But they did, and so here we are.
The Astros are rolling, folks. After a good-not-great April, they've won 11 of 14 and eight in a row in May. Their 29-15 record puts them atop MLB, which is right about where a team that won 204 games across 2017 and 2018 ought to be.
Yet it's Houston's offense that makes the team go. As of the start of play Thursday, it co-led MLB with 5.6 runs per game and 83 home runs. Meanwhile, it was all alone atop the league with its .282 batting average, .354 on-base percentage and .512 slugging percentage.
To refer to the Astros offense as the best in baseball today would be like referring to the original Jaws as the best of the franchise. There's technically a debate to be had, but...no, not really.
The best offense of all time—now that's a statement and one with strong support.
Consider weighted runs created plus. It's a FanGraphs specialty that quantifies offensive value and adjusts it to allow for comparisons of offensive outputs from different eras. Here's how wRC+ ranks the best offenses in MLB history:
- 1. 2019 Houston Astros: 134 wRC+
- 2. 1927 New York Yankees: 126 wRC+
- T-3. 1930/1931 New York Yankees: 124 wRC+
It's this year's Astros and then three Yankees offenses that were anchored by Babe Ruth and Lou Gehrig.
It's obviously still early, but it's hard not to get excited about an offense that's raking to this degree despite not having the Ruth/Gehrig advantages of limited travel, only seven opponents and a player pool consisting of a single skin color.
Besides, dabbling in making history is nothing new for these Astros. They put up a 122 wRC+ just two years ago, and key contributors to that effort are still around and still producing.
Even despite Jose Altuve's injury-fueled slump, the core foursome of him, George Springer, Alex Bregman and Carlos Correa actually has a higher wRC+ (153) this year than it did in 2017 (144). Josh Reddick had a 128 wRC+ that year and sports a 130 wRC+ so far in 2019.
There are some sketchy performances amid Houston's offensive surge. Robinson Chirinos almost certainly won't maintain a 155 wRC+. Ditto for Jake Marisnick and his 158. And maybe Aledmys Diaz and his 113.
Still, three cracks does not a wavering house of cards make. What matters more is that the core of incumbents in this Astros offense is even stronger than it was two years ago.
And also, that Brantley has blown away expectations by adding a .329/.379/.575 batting line, 10 home runs and a 157 wRC+ to the middle of Houston's lineup.
If Brantley is the Ringo Starr of this scenario, the Pete Best is Marwin Gonzalez.
Gonzalez was a mainstay for the Astros between 2012 and 2018, and his career offensive peak (highlighted by a 144 wRC+) coincided with the team's epic World Series-winning 2017 campaign. But that was a clear outlier, and the Astros ultimately showed little interest in re-signing him after he entered free agency coming off a modest 104 wRC+ in 2018.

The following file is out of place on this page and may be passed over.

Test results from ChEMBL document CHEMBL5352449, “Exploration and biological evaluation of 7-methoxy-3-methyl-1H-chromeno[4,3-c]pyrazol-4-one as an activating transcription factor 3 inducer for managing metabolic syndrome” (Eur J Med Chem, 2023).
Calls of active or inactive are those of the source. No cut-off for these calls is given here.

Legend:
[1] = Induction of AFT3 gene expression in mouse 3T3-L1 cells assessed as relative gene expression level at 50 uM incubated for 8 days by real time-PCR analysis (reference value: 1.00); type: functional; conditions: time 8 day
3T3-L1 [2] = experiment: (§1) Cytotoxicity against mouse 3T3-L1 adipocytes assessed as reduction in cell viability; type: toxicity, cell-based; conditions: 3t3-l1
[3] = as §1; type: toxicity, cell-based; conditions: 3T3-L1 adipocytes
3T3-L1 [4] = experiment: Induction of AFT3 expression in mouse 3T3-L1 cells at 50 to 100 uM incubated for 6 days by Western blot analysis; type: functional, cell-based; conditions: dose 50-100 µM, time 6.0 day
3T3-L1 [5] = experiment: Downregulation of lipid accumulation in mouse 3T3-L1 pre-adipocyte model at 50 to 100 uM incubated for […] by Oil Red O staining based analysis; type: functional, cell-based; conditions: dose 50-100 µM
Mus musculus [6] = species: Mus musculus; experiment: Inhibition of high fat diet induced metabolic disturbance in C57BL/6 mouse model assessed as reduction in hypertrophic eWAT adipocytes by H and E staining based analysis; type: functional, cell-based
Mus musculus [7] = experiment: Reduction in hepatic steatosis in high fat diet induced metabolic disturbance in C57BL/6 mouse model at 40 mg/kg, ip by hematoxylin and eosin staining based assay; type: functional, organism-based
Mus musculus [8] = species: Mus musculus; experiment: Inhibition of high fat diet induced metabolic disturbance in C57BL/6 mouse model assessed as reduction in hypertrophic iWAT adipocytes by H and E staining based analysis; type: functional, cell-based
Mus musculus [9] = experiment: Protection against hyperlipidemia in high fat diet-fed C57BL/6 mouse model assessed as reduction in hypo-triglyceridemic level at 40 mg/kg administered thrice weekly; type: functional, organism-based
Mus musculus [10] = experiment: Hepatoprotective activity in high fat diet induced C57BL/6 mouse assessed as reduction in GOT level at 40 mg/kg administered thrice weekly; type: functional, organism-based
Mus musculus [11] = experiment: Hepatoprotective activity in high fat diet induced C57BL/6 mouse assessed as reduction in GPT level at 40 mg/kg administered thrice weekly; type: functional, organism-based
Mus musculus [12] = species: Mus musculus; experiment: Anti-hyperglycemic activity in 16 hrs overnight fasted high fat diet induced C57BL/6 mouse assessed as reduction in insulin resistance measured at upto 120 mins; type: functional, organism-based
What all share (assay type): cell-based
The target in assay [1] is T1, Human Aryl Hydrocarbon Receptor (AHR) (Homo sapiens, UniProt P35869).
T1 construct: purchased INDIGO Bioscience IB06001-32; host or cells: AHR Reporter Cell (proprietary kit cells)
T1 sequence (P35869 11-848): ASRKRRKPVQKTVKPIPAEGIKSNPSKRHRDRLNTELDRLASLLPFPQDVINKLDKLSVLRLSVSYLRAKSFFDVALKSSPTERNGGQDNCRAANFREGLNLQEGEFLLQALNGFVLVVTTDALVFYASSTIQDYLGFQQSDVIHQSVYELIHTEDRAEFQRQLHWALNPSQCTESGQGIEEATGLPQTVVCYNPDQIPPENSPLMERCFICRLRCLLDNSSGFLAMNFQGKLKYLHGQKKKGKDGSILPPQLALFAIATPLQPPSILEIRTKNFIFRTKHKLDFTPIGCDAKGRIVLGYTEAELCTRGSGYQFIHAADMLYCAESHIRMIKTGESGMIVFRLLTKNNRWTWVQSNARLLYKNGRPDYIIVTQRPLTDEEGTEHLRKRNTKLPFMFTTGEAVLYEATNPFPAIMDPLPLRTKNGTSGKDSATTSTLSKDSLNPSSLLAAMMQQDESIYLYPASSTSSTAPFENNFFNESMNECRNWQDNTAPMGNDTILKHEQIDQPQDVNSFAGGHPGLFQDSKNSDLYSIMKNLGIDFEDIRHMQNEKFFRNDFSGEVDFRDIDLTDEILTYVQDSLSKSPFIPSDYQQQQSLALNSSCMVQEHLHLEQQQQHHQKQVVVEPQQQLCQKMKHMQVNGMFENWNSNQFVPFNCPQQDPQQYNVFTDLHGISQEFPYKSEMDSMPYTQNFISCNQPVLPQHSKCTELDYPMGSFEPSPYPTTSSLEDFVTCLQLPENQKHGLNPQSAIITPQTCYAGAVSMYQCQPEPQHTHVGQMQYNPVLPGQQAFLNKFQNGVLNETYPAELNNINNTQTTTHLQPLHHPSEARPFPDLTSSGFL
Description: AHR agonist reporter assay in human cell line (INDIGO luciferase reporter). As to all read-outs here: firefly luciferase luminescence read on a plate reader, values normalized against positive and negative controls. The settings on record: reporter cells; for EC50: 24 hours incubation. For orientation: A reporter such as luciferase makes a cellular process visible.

Instead, they maneuvered to fill Gonzalez's shoes in left field with Brantley, who signed a two-year $32 million contract in December.
Brantley's deal looked like a massive bargain even then. Sure, he was a 31-year-old (now 32 as of Wednesday) who'd spent a chunk of his tenure with the Cleveland Indians on the injured list. But he was also a three-time All-Star with a reputation as one of the game's best pure hitters.
Between 2012 and 2018, Brantley racked up a .303/.361/.449 batting line and a 121 wRC+. His chief talent was putting the ball in play. He ranked fifth among all hitters (min. 2,000 plate appearances) with a 9.8 strikeout percentage and second with a 91.2 overall contact percentage.
So far in 2019, Brantley is up to his usual tricks with a 9.9 K% (fourth in MLB) and a 93.0 Contact% (second in MLB). The real difference has been in the power department. His .575 slugging percentage is easily the best of his career, and he's on track to blow away his career best of 20 homers.
A previously middling power hitter suddenly breaking out a Wonderboy is a familiar story in today's MLB. Yet Brantley's is different. His 10.1-degree launch angle is nothing special, and his 88.1 mph exit velocity is his lowest of the Statcast era.
Brantley's improvement is specifically related to how he's hitting fly balls. He's hitting more of them, for one. Secondly, he's hitting them at a lower, yet preferable angle (32.5 degrees) and with more velocity (91.6 mph). Finally, he's keeping them out of center field (34.3 percent), where the big dimensions are.
The result? Try a 459-point increase in his slugging percentage on fly balls compared to 2018.
Why is Brantley doing this? Probably because he can but also because hitting for power is now a greater part of his job description. Houston's Minute Maid Park is a more power-friendly stadium than Cleveland's Progressive Field. Plus, Brantley is batting mostly out of the cleanup spot after hitting there in only 68 games as an Indian.
Only nine players signed for more guaranteed money than Brantley this past winter. Patrick Corbin notwithstanding, those guys have been either just OK or outright disappointing. Bryce Harper and Manny Machado, in particular, have not looked like $330 million and $300 million players, respectively.
Brantley is thus the early leader in the clubhouse for the season's best free-agent signing. And the longer he keeps it up, the longer Houston's offense may remain unlike anything anyone's ever seen.